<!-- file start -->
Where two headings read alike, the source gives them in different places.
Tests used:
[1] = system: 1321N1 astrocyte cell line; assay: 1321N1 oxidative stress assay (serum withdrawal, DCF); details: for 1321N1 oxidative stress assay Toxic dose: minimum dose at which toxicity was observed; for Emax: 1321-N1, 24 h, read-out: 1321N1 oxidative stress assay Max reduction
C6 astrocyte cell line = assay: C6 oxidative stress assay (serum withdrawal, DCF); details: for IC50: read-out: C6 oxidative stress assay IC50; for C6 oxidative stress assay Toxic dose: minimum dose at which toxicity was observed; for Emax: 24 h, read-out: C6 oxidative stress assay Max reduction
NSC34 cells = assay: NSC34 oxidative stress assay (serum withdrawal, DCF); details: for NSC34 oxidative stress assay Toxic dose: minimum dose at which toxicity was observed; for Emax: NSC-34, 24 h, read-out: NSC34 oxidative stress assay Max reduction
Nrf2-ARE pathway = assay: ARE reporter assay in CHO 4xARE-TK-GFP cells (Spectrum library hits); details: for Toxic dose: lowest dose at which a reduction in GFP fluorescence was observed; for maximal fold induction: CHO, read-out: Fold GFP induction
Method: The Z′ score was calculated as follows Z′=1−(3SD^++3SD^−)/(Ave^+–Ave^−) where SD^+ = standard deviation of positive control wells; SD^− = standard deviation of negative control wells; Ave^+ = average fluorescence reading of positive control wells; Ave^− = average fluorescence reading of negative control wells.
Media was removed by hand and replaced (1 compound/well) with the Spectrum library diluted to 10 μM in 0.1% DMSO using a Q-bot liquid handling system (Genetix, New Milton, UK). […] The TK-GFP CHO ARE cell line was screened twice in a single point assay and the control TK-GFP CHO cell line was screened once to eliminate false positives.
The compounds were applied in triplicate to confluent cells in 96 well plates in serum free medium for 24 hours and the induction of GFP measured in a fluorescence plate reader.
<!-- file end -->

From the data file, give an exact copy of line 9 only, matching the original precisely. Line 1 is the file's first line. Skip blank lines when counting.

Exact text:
The compounds were applied in triplicate to confluent cells in 96 well plates in serum free medium for 24 hours and the induction of GFP measured in a fluorescence plate reader.